Again, my question is concerning gluing or not gluing webs to each other when using half laps.

-- Clin

View brtech's profile

brtech

893 posts in 2384 days


#7 posted 05-23-2016 07:53 PM

You are probably right, the glue isn’t important.

I think you are over-engineering the web. You can probably use 1/2” material, and I think ply might be better than MDF for the webs. Hammer blows on a 3/4” top supported by a 1/2” web will fail the MDF top before the web I think.
The reason ply is probably better for the web is that it won’t bow as easily because of the stranding. Solid pine is probably better yet, but more costly and more work.

Torsion boxes are STRONG. The crummiest hollow core door uses cardboard and 1/4” Luan, and they are amazingly tough.

View Rentvent's profile

Rentvent

148 posts in 310 days


#8 posted 05-23-2016 08:18 PM

I found this project on another site and I am planning on doing something similar when I have some time:

The top and bottoms are 1/2 plywood. The sides are 3/4 plywood. The top and sides are joined with pocket screws. The top is laminated with formica.

IMHO, MDF would be too heavy and flimsy.

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clin

510 posts in 457 days


#9 posted 05-23-2016 10:12 PM



You are probably right, the glue isn t important.

I think you are over-engineering the web. You can probably use 1/2” material, and I think ply might be better than MDF for the webs. Hammer blows on a 3/4” top supported by a 1/2” web will fail the MDF top before the web I think.
The reason ply is probably better for the web is that it won t bow as easily because of the stranding. Solid pine is probably better yet, but more costly and more work.

Torsion boxes are STRONG. The crummiest hollow core door uses cardboard and 1/4” Luan, and they are amazingly tough.

- brtech

I agree that 3/4” is much more than needed for the webs. and likely more than needed for the top. It’s just that you can make the top and bottom and all the webs from 2 sheets of material (some webs from both sheets). So having all material the same makes for the best use. May just go with 1/2” all around.

Though heavy is only an issue while building. Once done, heavy is an advantage. Though a 1/2” top will still be a bit over 100 lbs, and I think heavy enough for my purposes.

MDF is more than strong enough for all aspects of this. It’s more dimensionally stable than plywood and certainly more so than solid wood. No question plywood is stronger than MDF, but for webs, the loading is pretty low. Could probably be balsa wood and would work well.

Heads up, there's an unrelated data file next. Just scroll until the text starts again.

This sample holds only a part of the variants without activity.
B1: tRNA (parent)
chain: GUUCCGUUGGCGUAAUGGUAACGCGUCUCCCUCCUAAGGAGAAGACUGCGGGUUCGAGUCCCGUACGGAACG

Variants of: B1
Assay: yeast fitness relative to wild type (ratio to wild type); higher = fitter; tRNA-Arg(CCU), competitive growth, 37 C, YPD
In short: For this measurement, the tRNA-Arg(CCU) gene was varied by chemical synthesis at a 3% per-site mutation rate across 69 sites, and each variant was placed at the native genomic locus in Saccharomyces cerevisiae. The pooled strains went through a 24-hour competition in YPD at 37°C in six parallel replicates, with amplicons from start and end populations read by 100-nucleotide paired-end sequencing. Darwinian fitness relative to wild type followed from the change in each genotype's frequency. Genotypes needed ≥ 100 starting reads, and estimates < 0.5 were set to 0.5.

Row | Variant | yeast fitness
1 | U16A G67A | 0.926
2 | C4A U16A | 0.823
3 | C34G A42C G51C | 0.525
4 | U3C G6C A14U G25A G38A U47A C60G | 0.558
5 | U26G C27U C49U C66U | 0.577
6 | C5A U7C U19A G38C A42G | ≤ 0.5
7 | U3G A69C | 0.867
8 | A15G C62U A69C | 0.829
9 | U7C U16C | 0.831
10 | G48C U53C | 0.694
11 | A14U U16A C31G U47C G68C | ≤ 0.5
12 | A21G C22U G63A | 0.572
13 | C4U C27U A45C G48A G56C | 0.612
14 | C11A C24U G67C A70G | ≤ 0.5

“Cardboard” webbing is not just for cheap stuff, very high-tech composite panels use resin impregnated “cardboard” for webbing.


I found this project on another site and I am planning on doing something similar when I have some time:

The top and bottoms are 1/2 plywood. The sides are 3/4 plywood. The top and sides are joined with pocket screws. The top is laminated with formica.

IMHO, MDF would be too heavy and flimsy.

- Rentvent

That looks to be a variation of the Paulk workbench. Those are specifically design for portability. Not what I’m interested in now, but it is a great design.

MDF is certainly heavy, but it is not too heavy. While I won’t be using this as a traditional wood working bench (have that on the RADAR as well), I do want this bench solid and massive enough it will allow me to do anything reasonable I’d want to do.

As for MDF being flimsy, it obviously doesn’t have the strength of plywood, but in this application it works well. It’s a very popular material for torsion boxes due to its stability and flatness. That’s the surprising thing about torsion boxes, they provide excellent rigidity, from materials that don’t seem that strong.

Similar is airplane wing construction. I build RC model planes as a hobby. A simple balsa wood frame is very floppy (especial in twisting). Once you cover that frame with even something as light as tissue paper, it gets very rigid. It’s a bit different principle than a torsion box, since the skin only supports tension, but it is amazing how well engineered things that must be light weight, can be quite stiff with rather flimsy looking structure and materials.

-- Clin

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Ger21

1047 posts in 2592 days


#10 posted 05-23-2016 10:21 PM


and I think ply might be better than MDF for the webs. Hammer blows on a 3/4” top supported by a 1/2” web will fail the MDF top before the web I think.
The reason ply is probably better for the web is that it won t bow as easily because of the stranding. Solid pine is probably better yet, but more costly and more work.

Torsion boxes are STRONG. The crummiest hollow core door uses cardboard and 1/4” Luan, and they are amazingly tough.

It doesn’t really matter what the ribs are made of, as their only job is to hold the top and bottom panels.
The important thing is the glue bond between the ribs and the faces. This is what carries the load, not the ribs themselves. As long as the ribs remain glued to the faces, they cant sag.

-- Gerry, http://www.thecncwoodworker.com/index.html http://www.jointcam.com

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bbasiaga

754 posts in 1456 days


#11 posted 05-23-2016 11:48 PM

I would plan to put a piece of laminate (formica) on top of the MDF. It soaks up any little glue, oil, finish, water…anything, and it never comes out. Sometimes it swells. It also doesn’t like being banged on. The paper layers will start to delaminate. I had an MDF work bench before, and these were my main complaints. A layer of laminate over the top, and they went away.